Category Archives: Interviewing

Four Things About Interviews

When you think about job-search there are really three big pieces – the resume, the interview, and the negotiation. Of course there’s is much, much more to it than that but those are the key pieces that landing a new job are built on.

When it comes to interviewing there are four critical things that must have to happen for it to work in your favor:

interviewing

Prepare. As a job-seeker its your job to know the following (at a minimum):

  • What the company does
  • The company history
  • The company mission / value statement
  • All about the person you are speaking to (school, history with company, whether they like tennis or not)
  • What the word on the street is (check Indeed and Glassdoor)
  • Why you would be an asset to the company
  • Why you would be an asset in that role

Remember its just a conversation. I have seen some people get so worked up over an interview that they start hyperventilating, freeze up, and almost go into a state of shock. The majority of the time the hiring manager is going to hire someone he/she likes so it behooves you to go in relaxed knowing that they are not the big bad wolf.

Check yourself before you wreck yourself. As someone who is trying to convince someone else that they are the best candidate for an open job there are certain ways you should act. I think the pictures below sum up pretty well what to avoid.                                                                 Post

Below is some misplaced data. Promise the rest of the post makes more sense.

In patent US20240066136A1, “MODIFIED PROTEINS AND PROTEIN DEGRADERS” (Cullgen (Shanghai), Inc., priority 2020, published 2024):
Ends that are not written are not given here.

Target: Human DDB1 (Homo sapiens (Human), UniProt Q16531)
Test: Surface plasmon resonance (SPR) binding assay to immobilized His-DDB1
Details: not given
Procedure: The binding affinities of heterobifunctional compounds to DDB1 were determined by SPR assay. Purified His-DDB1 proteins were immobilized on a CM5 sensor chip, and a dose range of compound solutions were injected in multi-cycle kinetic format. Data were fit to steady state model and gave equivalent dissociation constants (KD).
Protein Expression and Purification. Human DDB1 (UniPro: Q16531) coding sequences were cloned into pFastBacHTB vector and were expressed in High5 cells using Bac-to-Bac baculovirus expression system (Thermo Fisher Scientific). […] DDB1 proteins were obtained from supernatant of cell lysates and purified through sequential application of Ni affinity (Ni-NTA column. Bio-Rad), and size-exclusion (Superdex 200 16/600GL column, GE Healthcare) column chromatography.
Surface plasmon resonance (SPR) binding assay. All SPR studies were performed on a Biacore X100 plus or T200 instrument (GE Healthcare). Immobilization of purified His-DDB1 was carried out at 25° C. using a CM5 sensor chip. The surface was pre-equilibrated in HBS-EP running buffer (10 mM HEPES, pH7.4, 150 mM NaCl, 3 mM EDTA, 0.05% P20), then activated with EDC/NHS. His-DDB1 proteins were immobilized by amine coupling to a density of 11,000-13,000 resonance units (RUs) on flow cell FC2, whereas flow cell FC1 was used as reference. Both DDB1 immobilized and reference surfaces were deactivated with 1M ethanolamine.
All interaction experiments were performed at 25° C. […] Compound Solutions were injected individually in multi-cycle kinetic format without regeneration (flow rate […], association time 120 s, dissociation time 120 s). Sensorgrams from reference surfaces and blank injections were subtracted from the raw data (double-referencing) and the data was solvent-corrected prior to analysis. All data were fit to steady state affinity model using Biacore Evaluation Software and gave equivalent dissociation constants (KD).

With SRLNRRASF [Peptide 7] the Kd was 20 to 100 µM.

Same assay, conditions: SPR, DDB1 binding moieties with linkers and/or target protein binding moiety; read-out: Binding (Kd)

Find out what YOU need to know. When you are in an interview always ask questions. Always. You can ask why they like working for the company, what the team is like, etc but there are four questions that I think get to the heart of the matter:

  • Why is this role open?
  • How do you view my candidacy for this position?
  • Are there any areas of concern about my skill set / background? (if there are this question will give you the chance to combat them)
  • How are you going to ensure that the person gets hired is successful?

What are your most time-honored interviewing tips? What makes interviews work for you? Leave a comment – I look forward to reading them!

Until next time – good hunting and good luck!

The Best Interview Advice Ever

Is what you are about to read really the absolute best interview advice ever? No, but I had to get you to read this post though, right?

Now that we are being honest with each other there are three keys that I think can help you improve how you perform when interviewing: